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SCC History

Our building dates back to the Cadbury era of the late 1800s. We're proud that this building continues to be used to serve God and our community.

The Stirchley Institute (the building's original name) was opened in 1892  by Richard and George Cadbury. They felt a deep responsibility for the wellbeing of the population of Stirchley Village, so they set out to provide a centre for religious, social and recreational purposes.

Over the years, the building has housed a place of worship, a tearoom, dance hall, a day school for young Cadbury employees and other further education classes.


Stirchley Elim Pentecostal Church (SEPC) was birthed by a handful of local residents, led by Eva Base, who had a vision for a Pentecostal church in their home area. Initially, they met in homes or other buildings in the area.


In 1971, Rev. John Coleman, who grew up in the area and recently returned to South Birmingham, became the Pastor of this small gathering. Over time, he set about looking for permanent premises for this growing group.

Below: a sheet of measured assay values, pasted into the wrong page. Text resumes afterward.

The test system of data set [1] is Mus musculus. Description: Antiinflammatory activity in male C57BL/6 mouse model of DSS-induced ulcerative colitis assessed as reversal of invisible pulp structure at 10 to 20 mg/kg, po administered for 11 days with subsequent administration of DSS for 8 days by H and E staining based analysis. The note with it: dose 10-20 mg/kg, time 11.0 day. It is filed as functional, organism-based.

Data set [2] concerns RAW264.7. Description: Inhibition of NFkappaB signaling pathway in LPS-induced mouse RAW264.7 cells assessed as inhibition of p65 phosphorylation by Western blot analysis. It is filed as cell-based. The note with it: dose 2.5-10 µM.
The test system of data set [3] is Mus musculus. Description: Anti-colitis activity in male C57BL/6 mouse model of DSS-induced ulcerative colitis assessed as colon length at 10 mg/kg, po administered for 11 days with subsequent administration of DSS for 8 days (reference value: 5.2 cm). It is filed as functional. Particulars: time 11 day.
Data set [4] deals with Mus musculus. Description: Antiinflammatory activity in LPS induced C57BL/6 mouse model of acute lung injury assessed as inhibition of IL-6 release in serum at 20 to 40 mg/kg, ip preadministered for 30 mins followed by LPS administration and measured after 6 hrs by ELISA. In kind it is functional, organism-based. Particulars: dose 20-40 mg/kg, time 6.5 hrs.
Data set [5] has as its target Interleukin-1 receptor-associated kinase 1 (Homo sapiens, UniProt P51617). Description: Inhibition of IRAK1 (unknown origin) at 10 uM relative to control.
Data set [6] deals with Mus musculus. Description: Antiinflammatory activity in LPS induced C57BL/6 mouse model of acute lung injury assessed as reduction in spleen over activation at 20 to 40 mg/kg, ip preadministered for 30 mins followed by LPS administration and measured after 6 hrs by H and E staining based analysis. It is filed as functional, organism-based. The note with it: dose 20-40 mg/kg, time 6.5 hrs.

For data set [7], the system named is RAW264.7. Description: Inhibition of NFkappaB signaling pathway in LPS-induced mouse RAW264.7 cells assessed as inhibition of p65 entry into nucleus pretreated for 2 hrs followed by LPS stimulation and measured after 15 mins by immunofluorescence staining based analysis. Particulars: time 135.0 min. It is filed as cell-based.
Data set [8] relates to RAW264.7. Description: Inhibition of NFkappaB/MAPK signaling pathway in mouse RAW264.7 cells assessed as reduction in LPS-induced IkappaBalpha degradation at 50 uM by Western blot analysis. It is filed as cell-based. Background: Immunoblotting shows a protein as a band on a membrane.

While searching for a building, he heard that Stirchley Institute was to be sold but it had been offered to the City because the local Education department had been using it. However, unbeknown to John and his wife Phoebe, a miracle had started to unfold.


During a conversation with a Property Controller, as an after thought, John was encouraged to put something in writing. An offer by a different organisation was rejected, thus enabling SEPC to purchase the building. The path was made smoother by the fact that planning permission for ‘change of use’ was not required, as the building had always been a place of worship. The opening ceremony took place in March 1974. The mortgage was paid off by 1980, which is amazing as the weekly offerings for the congregation were just £5.00.


Through the years, the fabric of the building has undergone a variety of renovations and updates in order to meet current needs. One example is the installation of a lift to enable easier access to the first floor where weekly services take place.


Some years ago, the members of the congregation decided that they needed to better express their status as an integral part of what goes on in our area. So they changed their name to Stirchley Community Church, which continues to be the name of the church today.

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